Wading through the elitist BS
One of my favorite news sites posted an article by Ryan Boudinot, an ex-MFA (Master of Fine Arts) teacher, about writing students. The article is an incredibly good example of both clickbait and elitist BS. And the writing blogs have reacted in a manner which is just increasing the traffic to the article, making it likely the site will put up more of the same. If you haven’t seen it, yet, here’s a link using the excellent Donotlink.com service: Things I Can Say About MFA Writing Programs Now That I No Longer Teach in One – The Stranger, which will get you to the article without increasing its search stats.
A lot of people have posted rebuttals, I provide regular links to some of the best at the end of this post. The point I most disagree with is Boudinot’s definition of “serious reader.”
If you aren’t a serious reader, don’t expect anyone to read what you write.
Without exception, my best students were the ones who read the hardest books I could assign and asked for more… I’ve had students ask if I could assign shorter books, or—without a trace of embarrassment—say they weren’t into “the classics” as if “the classics” was some single, aesthetically consistent genre. Students who claimed to enjoy “all sorts” of books were invariably the ones with the most limited taste. One student, upon reading The Great Gatsby (for the first time! Yes, a graduate student!), told me she preferred to read books “that don’t make me work so hard to understand the words.” I almost quit my job on the spot.
You know who else never read The Great Gatsby? Charles Dickens. William Shakespeare. Oscar Wilde. William Blake. Lord Byron. True, those are all famous authors and poets who died before Fitzgerald wrote Gatsby, but my point is that you can’t claim someone is incapable of becoming a writer if they haven’t read any one specific book. You also can’t deride them for thinking of “the classics” as a single monolithic thing out of one side of your mouth, then deride everyone who hasn’t read and enjoyed the exact same books as you out of the other.
My own reaction to Gatsby was summed up perfectly by H.L. Mencken in a review shortly after it was published, “in form no more than a glorified anecdote, and not too probable at that.”
It is true that in order to be a good writer you must also read, a lot. And what you read needs to be diverse. It needs to include both the difficult and the comfortable. If your favorite kind of book is post-modernist magic realism, you need to read some gritty detective novels at least once in a while. If you are into hard science fiction you need to read something like Ullyses or The Grapes of Wrath or The Razor’s Edge from time to time. And so on.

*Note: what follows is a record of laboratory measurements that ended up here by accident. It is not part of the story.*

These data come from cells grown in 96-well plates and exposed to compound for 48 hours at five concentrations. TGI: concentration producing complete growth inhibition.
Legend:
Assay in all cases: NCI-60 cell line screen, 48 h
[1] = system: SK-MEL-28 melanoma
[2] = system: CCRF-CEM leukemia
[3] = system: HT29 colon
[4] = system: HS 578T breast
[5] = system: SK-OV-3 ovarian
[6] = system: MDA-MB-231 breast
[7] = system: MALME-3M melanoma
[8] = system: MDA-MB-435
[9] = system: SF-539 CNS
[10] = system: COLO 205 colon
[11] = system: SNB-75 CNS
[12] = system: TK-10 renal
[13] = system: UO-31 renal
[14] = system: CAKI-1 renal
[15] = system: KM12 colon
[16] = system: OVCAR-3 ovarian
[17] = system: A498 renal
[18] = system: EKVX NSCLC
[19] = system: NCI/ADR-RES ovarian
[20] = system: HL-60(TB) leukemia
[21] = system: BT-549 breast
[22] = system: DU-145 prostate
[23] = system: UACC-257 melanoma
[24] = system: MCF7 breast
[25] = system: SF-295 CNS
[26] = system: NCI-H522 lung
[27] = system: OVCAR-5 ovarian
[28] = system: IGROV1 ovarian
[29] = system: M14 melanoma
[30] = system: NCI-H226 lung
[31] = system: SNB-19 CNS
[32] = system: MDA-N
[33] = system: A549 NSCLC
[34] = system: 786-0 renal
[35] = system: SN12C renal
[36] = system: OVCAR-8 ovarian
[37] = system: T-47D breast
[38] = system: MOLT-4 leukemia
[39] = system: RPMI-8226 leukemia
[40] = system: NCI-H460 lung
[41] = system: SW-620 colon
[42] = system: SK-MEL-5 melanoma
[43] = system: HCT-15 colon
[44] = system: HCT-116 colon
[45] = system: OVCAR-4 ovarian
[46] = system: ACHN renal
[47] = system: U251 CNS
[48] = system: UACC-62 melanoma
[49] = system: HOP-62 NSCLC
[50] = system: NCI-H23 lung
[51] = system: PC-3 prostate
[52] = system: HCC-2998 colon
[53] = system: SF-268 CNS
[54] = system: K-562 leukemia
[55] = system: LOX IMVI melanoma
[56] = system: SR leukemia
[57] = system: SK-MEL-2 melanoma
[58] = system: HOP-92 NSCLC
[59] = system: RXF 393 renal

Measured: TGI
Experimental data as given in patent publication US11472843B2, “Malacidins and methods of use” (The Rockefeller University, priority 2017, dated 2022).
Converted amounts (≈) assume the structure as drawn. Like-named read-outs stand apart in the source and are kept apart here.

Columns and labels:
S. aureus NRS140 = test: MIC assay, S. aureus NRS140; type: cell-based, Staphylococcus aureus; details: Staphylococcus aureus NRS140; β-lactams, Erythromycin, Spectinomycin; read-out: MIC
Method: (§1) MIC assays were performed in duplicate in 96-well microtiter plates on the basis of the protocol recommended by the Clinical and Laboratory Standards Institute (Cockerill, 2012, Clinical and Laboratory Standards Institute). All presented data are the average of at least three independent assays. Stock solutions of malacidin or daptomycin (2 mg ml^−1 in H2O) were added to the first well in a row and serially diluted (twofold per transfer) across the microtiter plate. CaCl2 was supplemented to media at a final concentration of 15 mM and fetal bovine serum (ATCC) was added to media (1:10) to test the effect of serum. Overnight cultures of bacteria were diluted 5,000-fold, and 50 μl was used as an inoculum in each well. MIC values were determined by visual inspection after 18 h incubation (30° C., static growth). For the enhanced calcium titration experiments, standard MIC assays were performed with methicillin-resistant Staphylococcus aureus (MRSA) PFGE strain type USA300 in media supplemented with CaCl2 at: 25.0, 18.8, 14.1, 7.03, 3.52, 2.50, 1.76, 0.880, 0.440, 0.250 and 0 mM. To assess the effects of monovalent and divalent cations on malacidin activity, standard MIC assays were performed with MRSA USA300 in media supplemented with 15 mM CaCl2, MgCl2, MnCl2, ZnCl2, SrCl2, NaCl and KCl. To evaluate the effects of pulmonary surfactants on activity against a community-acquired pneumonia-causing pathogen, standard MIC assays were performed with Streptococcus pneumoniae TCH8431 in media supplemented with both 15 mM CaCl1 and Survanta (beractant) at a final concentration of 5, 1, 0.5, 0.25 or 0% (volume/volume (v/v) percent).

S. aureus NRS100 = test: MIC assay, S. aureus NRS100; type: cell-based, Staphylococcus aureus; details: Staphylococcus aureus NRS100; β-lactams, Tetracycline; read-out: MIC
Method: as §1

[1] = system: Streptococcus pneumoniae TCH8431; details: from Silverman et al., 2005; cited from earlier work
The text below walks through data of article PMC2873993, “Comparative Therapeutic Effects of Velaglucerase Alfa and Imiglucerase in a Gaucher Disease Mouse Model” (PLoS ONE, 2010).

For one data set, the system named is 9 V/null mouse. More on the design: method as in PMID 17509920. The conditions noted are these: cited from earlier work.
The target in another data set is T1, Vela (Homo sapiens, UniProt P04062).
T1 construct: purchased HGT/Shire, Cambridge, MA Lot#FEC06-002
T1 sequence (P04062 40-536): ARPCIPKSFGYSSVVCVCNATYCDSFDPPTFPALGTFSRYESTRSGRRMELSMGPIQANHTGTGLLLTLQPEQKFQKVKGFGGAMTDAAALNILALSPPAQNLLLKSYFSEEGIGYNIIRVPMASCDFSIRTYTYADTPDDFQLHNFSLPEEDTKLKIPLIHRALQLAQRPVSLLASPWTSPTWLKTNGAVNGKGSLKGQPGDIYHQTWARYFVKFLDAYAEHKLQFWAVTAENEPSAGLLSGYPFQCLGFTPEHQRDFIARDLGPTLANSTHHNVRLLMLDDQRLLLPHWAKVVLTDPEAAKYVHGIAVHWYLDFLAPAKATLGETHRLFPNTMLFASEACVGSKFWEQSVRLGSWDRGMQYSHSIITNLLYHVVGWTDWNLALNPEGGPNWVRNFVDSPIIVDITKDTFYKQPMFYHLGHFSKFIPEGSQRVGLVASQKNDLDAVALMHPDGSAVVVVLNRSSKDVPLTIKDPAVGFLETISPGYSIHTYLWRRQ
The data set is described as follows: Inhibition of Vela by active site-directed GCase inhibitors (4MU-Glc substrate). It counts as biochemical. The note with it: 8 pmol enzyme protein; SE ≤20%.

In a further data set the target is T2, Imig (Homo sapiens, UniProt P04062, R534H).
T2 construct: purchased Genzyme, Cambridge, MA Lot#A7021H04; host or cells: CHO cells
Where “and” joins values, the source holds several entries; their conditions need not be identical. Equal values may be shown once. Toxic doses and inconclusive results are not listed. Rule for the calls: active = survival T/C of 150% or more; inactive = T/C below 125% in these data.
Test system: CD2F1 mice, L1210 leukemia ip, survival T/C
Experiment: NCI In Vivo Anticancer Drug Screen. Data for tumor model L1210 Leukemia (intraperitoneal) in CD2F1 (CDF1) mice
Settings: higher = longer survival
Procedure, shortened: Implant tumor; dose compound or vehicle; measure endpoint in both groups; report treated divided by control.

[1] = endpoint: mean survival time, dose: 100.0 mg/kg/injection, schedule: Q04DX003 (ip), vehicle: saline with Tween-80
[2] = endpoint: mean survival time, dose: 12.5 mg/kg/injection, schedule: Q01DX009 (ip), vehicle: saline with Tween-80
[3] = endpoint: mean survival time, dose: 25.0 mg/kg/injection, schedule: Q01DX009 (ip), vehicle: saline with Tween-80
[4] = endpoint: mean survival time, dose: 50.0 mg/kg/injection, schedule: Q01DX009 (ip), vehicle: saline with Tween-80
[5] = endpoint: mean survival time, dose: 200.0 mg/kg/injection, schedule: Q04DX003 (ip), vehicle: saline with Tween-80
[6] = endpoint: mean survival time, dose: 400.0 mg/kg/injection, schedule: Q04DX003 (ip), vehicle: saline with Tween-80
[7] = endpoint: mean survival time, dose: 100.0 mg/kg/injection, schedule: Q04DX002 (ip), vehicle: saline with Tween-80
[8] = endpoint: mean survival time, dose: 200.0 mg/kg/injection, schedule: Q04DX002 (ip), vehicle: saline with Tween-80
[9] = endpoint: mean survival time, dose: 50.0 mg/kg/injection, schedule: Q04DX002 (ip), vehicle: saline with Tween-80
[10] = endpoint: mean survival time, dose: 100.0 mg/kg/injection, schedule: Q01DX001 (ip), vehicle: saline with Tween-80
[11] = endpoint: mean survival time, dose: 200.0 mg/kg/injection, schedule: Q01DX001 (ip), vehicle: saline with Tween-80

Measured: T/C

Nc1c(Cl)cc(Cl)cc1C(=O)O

Style or genre of book isn’t the only type of diversity you should aspire to. K.T. Bradford, in I Challenge You to Stop Reading White, Straight, Cis Male Authors for One Year lays out the case for diversifying the authors you read, as well as the type of stories you read.
Boudinot has another point buried in there. A writer should love language. You can’t learn how to wrestle your own sentences into conveying the idea you want without regularly wrestling other people’s writings to see what can be done with the language. Also, you don’t have to love a book to learn from it. If Boudinot explained that to his student who didn’t like stories that made her work hard, and afterward she still refused to read challenging work, then he’d be justified in being disappointed.
Buried in a lot of his paragraphs are some nuggets of truth. If you can’t find the time to do the homework for a class you’ve signed up for, you’re wasting your time and money, as well as the time of the instructor and the other students in the class. In the broader sense, if you want to be a writer you have to write. That means you have to make the time to write. No one else can do that for you.
And yes, no matter how good or important or interesting your idea is, if you can’t write it well enough for readers to understand and care, you’re not going to succeed as a writer.
All of which brings us to the biggest gripe with Boudinot’s article. He doesn’t explain himself well, at all. He presents provably false statements as if they are facts, he buries the pith of his argument inside a lot of snarky griping about the students, and the main purpose of the exercise seems to be to pat himself on the back for being better than said students. A direct contradiction of one of his other pronouncements.
Anyway, I promised links to some other replies to Boudinot’s article. Here you go:
Lots of people are linking to Chuck Wendig’s acerbic (and somewhat potty-mouthed) takedown: AN OPEN LETTER TO THAT EX-MFA CREATIVE WRITING TEACHER DUDE. While I agree with a lot of Mr Wendig’s conclusions, I can’t endorse his tone any more than I endorse the original article.
Laura Valeri (herself a double MFA and still teaching) wrote a more politely phrased take down, Those Who Teach, Can – A Formal Reply to Ryan Boudinot’s Post on Teaching if you’re interested in a point-by-point response from a teacher who thinks it’s the teacher’s responsibility to actually, you know, teach.
Update: I’ve written a few follow-ups:
Running about with lit matches about the ways people are discouraged from reading.
Apologist shovels more BS on the elite pile about people making excuses for the original op-ed.